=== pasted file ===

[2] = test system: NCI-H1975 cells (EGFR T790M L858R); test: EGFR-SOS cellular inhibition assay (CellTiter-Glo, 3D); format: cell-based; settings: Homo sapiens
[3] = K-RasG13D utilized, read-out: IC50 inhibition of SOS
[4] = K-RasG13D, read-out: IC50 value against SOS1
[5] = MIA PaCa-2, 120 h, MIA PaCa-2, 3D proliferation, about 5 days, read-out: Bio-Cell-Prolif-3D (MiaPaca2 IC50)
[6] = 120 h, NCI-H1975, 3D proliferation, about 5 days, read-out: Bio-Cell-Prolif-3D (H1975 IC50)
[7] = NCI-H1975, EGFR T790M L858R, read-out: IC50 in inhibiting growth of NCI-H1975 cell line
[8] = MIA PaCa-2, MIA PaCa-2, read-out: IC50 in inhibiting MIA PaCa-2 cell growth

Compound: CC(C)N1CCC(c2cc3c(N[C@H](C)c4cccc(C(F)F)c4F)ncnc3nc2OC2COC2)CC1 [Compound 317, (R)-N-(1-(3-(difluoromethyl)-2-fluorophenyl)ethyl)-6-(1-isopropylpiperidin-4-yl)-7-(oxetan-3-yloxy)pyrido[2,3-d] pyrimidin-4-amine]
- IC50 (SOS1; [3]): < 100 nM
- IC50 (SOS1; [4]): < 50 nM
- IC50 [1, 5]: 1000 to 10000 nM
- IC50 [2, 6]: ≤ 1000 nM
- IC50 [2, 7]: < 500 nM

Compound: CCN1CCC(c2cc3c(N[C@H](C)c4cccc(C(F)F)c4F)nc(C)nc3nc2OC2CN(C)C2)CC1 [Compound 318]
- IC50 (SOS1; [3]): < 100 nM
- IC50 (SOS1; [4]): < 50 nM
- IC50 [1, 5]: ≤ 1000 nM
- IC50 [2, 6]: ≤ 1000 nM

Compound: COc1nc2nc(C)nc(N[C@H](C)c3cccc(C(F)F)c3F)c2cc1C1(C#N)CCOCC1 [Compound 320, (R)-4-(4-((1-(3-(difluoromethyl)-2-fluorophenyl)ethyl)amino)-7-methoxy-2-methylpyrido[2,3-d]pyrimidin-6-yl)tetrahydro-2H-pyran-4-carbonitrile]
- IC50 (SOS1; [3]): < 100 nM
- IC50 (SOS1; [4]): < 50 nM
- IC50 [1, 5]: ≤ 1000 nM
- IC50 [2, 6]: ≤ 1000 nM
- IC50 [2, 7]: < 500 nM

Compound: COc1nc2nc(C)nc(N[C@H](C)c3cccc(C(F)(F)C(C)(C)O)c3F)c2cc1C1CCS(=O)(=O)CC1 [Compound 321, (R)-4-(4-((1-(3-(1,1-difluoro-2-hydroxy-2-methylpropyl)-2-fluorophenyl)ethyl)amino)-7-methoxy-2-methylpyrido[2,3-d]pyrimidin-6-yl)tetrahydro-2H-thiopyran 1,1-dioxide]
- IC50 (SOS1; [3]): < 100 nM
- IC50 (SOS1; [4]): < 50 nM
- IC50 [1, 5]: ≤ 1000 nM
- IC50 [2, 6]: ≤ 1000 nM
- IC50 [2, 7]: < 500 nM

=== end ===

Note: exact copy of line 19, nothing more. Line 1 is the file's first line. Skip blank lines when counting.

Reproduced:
Compound: COc1nc2nc(C)nc(N[C@H](C)c3cccc(C(F)F)c3F)c2cc1C1(C#N)CCOCC1 [Compound 320, (R)-4-(4-((1-(3-(difluoromethyl)-2-fluorophenyl)ethyl)amino)-7-methoxy-2-methylpyrido[2,3-d]pyrimidin-6-yl)tetrahydro-2H-pyran-4-carbonitrile]